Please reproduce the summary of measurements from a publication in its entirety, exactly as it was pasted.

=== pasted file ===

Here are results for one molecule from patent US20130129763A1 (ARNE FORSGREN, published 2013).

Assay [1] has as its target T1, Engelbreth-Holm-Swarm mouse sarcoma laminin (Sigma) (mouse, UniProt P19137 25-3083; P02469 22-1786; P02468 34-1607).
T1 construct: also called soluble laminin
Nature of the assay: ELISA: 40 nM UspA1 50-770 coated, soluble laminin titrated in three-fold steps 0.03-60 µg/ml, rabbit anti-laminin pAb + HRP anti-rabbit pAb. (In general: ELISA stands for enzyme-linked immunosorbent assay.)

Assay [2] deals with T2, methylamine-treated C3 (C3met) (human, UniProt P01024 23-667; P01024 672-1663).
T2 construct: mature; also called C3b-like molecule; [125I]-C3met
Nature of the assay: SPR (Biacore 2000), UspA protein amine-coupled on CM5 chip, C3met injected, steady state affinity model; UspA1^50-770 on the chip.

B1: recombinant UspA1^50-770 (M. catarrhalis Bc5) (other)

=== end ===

Here are results for one molecule from patent US20130129763A1 (ARNE FORSGREN, published 2013).

Assay [1] has as its target T1, Engelbreth-Holm-Swarm mouse sarcoma laminin (Sigma) (mouse, UniProt P19137 25-3083; P02469 22-1786; P02468 34-1607).
T1 construct: also called soluble laminin
Nature of the assay: ELISA: 40 nM UspA1 50-770 coated, soluble laminin titrated in three-fold steps 0.03-60 µg/ml, rabbit anti-laminin pAb + HRP anti-rabbit pAb. (In general: ELISA stands for enzyme-linked immunosorbent assay.)

Assay [2] deals with T2, methylamine-treated C3 (C3met) (human, UniProt P01024 23-667; P01024 672-1663).
T2 construct: mature; also called C3b-like molecule; [125I]-C3met
Nature of the assay: SPR (Biacore 2000), UspA protein amine-coupled on CM5 chip, C3met injected, steady state affinity model; UspA1^50-770 on the chip.

B1: recombinant UspA1^50-770 (M. catarrhalis Bc5) (other)